Love,
Cecily

Monday, December 8, 2014

Pausing to Remember Pearl Harbor

Dear Grandparents,

Last year I wrote about the radio announcement of the attack on Pearl Harbor had interrupted a day late birthday lunch celebration for my grandfather Charles Newton Cone, following church that first Sunday in December 1941. I've often wondered if the family understood at the time, that they would never forget where they had been when they heard the news.

A large portion of the world was already at war. Japan had attacked China, Germany had attacked Poland. Did my family understand that the world had been altered irreparably that day. My grandmother Hazel Allen Cone's nephew Phelps Wilson Long was killed little more than two years later at Bougainville, My father Charles Newton Cone, Jr. enlisted in the Navy at age 16, immediately after graduating from Grant High School in 1944. My mother worked as a welder in the Willamette Shipyard in Portland during the summer and high school vacations. Her step-father Kenneth Branchflower enlisted in the Army at age 37 and served in the European Theater of Operations.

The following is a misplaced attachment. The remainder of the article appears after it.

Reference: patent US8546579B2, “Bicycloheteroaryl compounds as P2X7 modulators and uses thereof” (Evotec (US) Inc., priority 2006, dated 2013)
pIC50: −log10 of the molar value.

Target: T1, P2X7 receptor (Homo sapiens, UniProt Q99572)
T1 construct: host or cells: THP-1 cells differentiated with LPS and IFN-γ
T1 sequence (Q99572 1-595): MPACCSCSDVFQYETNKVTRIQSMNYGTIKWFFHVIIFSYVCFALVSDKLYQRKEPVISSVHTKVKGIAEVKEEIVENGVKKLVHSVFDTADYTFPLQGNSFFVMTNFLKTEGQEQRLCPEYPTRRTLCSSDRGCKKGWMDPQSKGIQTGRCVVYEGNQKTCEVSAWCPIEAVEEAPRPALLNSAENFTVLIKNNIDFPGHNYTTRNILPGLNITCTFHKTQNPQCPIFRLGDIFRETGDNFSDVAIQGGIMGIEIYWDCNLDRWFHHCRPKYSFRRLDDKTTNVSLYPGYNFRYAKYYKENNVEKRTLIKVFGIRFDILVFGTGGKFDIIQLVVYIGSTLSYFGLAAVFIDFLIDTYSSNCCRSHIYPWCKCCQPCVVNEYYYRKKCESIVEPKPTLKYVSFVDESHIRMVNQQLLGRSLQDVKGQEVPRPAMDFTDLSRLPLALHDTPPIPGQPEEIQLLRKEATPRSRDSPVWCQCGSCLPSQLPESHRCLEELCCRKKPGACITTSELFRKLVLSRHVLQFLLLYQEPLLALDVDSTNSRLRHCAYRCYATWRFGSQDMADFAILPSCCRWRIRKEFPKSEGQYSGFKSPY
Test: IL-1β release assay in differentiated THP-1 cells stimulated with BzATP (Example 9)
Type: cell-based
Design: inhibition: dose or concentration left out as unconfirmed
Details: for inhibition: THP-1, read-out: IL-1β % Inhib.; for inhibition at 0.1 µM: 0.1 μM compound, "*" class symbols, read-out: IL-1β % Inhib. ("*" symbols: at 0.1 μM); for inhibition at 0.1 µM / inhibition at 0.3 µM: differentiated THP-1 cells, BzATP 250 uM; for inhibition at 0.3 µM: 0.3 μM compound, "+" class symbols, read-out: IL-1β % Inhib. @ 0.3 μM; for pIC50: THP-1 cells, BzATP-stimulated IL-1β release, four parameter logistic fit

It was not until, my daughter Amanda and I made the pilgrimage to the USS Arizona Memorial in Pearl Harbor a couple of years ago that I realized the we had a probable cousin who had perished at Pearl Harbor, Captain Franklin Van Valkenburg, U. S. Navy.

A 1909 graduate of the United States Naval Academy, Franklin was a native of Minneapolis, and a career Naval Officer. He had assumed command of the USS Arizona in February 1941. He died on the bridge of his ship, desperately trying to get her underway.

USS Arizona in the aftermath of the attack on Pearl Harbor
from the Library of Congress  Collection
I am traveling without my cousin determination chart, but it seems that Captain Van Valkenburg and our family are both descended from Lambert Van Valkenburgh, an early Dutch settler in Manhattan.